The play was fun; the book was enjoyable. Kudos to the playwright, because he lifted the script to a tee.
One of the most memorable scenes is the checkers game between Captain Segura and Wormold, played with mini bottles of Scotch and Bourbon. Winner gets to drink the other's. And we know where this is going! Just pure pandemonium. So good to read once again. Originally read May The humor in the dialogue and elsewhere is dry and funny in a-wink-and-a-nod kind of way. I had disliked the similes in the otherwise-wonderful The Human Factor , which I'd found awkward, but here they are perfect.
The only criticism I have is of the ending, which seemed just a bit too 'twee. Despite that critique, though, one of the strengths of this story is the heart that's behind it. Jan 19, Irene rated it really liked it. This story of a British vacuum cleaner salesman recruited to be a spy in Cuba at the height of the Cold War was clever, smart, funny and totally entertaining. Apr 09, Elaine rated it it was amazing Shelves: I first read this book 30 years ago and was charmed by Greene's sardonic sendup of the spy genre I didn't fully appreciate at the time that OMIH pre-dated most of what I thought of as the spy genre.
Re-reading it again this year after a visit to Cuba, I loved along with the wit, which sparkles as brightly as ever the deft way Greene conveys the atmosphere of Havana more the same than you might think, after 60 years in very few words. In particular, understanding the history better this tim I first read this book 30 years ago and was charmed by Greene's sardonic sendup of the spy genre I didn't fully appreciate at the time that OMIH pre-dated most of what I thought of as the spy genre.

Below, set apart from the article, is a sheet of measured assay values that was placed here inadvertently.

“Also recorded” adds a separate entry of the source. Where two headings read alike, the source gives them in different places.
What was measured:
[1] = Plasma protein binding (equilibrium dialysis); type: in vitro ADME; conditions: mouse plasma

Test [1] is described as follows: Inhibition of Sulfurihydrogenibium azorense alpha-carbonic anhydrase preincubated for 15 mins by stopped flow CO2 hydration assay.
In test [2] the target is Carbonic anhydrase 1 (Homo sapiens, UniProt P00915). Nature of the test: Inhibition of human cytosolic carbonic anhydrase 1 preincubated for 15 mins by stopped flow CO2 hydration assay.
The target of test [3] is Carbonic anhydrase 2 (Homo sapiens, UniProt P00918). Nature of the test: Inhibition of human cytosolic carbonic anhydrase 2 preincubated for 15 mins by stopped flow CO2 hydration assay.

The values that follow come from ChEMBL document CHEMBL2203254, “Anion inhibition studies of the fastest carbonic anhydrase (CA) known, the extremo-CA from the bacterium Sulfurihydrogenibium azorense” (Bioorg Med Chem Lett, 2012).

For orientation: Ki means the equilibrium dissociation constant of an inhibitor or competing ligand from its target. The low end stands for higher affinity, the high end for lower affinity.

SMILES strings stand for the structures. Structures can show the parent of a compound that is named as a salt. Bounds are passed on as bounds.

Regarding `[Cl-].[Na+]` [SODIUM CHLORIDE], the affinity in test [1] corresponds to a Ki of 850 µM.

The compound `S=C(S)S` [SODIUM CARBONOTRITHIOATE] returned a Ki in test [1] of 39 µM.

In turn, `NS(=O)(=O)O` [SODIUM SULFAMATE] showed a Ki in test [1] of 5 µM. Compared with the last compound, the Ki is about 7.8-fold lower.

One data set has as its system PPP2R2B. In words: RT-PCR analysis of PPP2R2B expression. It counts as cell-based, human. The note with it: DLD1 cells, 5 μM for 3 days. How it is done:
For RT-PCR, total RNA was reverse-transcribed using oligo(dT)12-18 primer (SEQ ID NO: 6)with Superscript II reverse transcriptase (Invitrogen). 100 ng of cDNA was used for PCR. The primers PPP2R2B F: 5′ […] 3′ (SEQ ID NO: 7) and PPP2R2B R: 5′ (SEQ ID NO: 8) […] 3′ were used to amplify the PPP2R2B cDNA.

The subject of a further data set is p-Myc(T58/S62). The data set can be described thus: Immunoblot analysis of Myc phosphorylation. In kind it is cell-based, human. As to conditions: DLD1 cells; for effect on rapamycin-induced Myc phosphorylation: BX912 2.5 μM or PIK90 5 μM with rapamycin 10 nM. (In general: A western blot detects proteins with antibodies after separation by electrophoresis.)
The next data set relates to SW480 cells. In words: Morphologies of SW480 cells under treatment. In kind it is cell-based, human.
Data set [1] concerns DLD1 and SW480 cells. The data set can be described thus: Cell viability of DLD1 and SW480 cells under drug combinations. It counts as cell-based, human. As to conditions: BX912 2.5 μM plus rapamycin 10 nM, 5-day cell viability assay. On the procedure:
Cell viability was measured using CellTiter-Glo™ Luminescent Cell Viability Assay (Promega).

In particular, understanding the history better this time around, murderous Captain Segura, with his torturable and non-torturable classes and his nest egg in Miami, comes through with his full menace. In book after book from this era, Greene seems eerily prescient of which way the winds of history are blowing. His clear-eyed view in OMIH of the absurdity and horror of "statecraft" is as timely now as it was then. And it only takes a few hours to read! British influence over the rest of the world is on the wane. An alcoholic British expatriate Jim Wormold - who owns a shop that sells vacuum cleaners is hired by a British intelligence agency as their man spy in Havana.
He is a middle aged man who does not know what he is to do with the rest of his life. How will he go on? How will he fund the exorbitant lifestyle of his Catholic daughter Milly? He drifts through life, drinking daiquiris with another dejected British expatriate Dr. Hasselbacher at Havana's numerous bars. But when he is assigned the job of a spy by Hawthorne the British intelligence agent who arrives as a customer at Wormold's shop , there is something to do. He begins to make money. He makes up fake events and people in his dispatches to the intelligence agency.
But then his dispatches begin to come true. I think Wormold and Hasselbacher represent post-war Britain - tired and without any motive or passion to go on, conceding hegemony to America. But I doubt whether Greene was a patriot. But one setpiece where a rival agent tried to poison Wormold at a trade meeting does not really work. The book's second half does not really measure upto its first half. The sheer absurdity of the intelligence agencies activities is captured perfectly by Greene especially in the scenes towards the end where Wormold is bestowed with a teaching post at the agency despite him running circles around them.
For more than seventy years, Penguin has been the leading publisher of classic literature in the English-speaking world. With more than 1, titles, Penguin Classics represents a global bookshelf of the best works throughout history and across genres and disciplines. Readers trust the series to provide authoritative texts enhanced by introductions and notes by distinguished scholars and contemporary authors, as well as up-to-date translations by award-winning translators. Graham Greene was born in While at Balliol College, Oxford, he published his first book of verse.